What an open. I’m certain that I’ve never read a comic where the opening shot was Adolf Hitler reading a comic and crying on the toilet. Holy cow. That’s a statement!
We’ll lead off with the artwork, because it is pretty rare to see Jim Lee drawing a full comic these days, and I believe this is the first time Lee has worked with Grant Morrison. (Or am I forgetting a previous collaboration?) Lee does a nice job with the art, as always. His redesigns for the Nazi Justice League aren’t off-the wall creative, but they certainly get the point across. I particularly enjoyed the blonde and Aryan Wonder Woman. Most interesting to me is seeing Leatherwing, the evil Batman. Even that variant makes me miss seeing Lee’s dynamic Batman in action regularly.
Morrison comes out with a bit of nature vs. nurture here. The Nazis raised this alternate Superman into Overman; an evil tyrant. Yet as we see him age into adulthood, he clearly retains some of Superman’s inherent goodness. He has done some bad things and supported the wrong side, but it clearly weighs on his soul. It’s neat that Morrison loves Superman enough to write him like this.
As for the Freedom Fighters? Uncle Sam is more of a rebellious leader representing a forgotten America. The Human Bomb gets a few moments to shine. The rest of the team is reduced to one (admittedly cool) splash page. That’s OK, this is a book starring villains, where the heroes get the page count reserved for antagonists.
Should I be embarrassed that I think I finally understand the structure of these Morrison Multiversity books? Let’s start with the obvious; each issue shows us a glimpse of an alternate Earth, complete with its own set of super heroes. And again, it is obvious that at least one member of the Gentry will show up, sewing chaos and discord on that Earth. What is unclear to me is the role the multiple versions of Dr. Sivana serve. Is Sivana working for the Gentry? Do the Gentry work for him? Is Sivana incidental or integral to the greater Multiversity plot?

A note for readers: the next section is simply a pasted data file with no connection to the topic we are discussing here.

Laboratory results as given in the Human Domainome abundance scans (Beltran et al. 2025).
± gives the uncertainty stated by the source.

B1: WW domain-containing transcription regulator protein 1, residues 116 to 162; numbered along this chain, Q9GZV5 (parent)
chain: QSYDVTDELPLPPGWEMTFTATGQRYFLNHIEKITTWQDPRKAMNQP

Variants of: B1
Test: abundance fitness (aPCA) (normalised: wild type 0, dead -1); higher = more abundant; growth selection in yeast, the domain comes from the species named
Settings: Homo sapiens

Now, for the first few issues, I was annoyed at the cliffhanger endings. In almost every case, the book ends with an apocalyptic scene clearly caused by the Gentry. SOS had the huge invasion. Justice League Me had the Superman robots turning on humanity. And this issue has the Nazi League satellite crashing into Metropolis as the world is tossed into chaos. Each issue ends at about the same point, with little to no resolution for that issue’s plot. I had hoped to see some sort of progression as we moved along, but I don’t’ think we are going to get it. Instead, I think the true conclusion will be in Multiversity #2 (much like the structure of Seven Soldiers). That leaves me with one big question: Will we even see these characters again at all? Will they play a part in Multiversity #2? Will we just follow President Superman and Nix Utoan? I’m curious.
So, like the other Multiversity issues, this is a glimpse of an interesting world with unique takes on the DCU’s heroes and villains. And just like every other issue of Multiversity, I am left wanting more. I want to know how the story ends.
This is a FAIR comic; I just wish I had more of the story. Even when the set up is simpler than most of the other Multiversity titles, I’m still more interested in this than the new 52.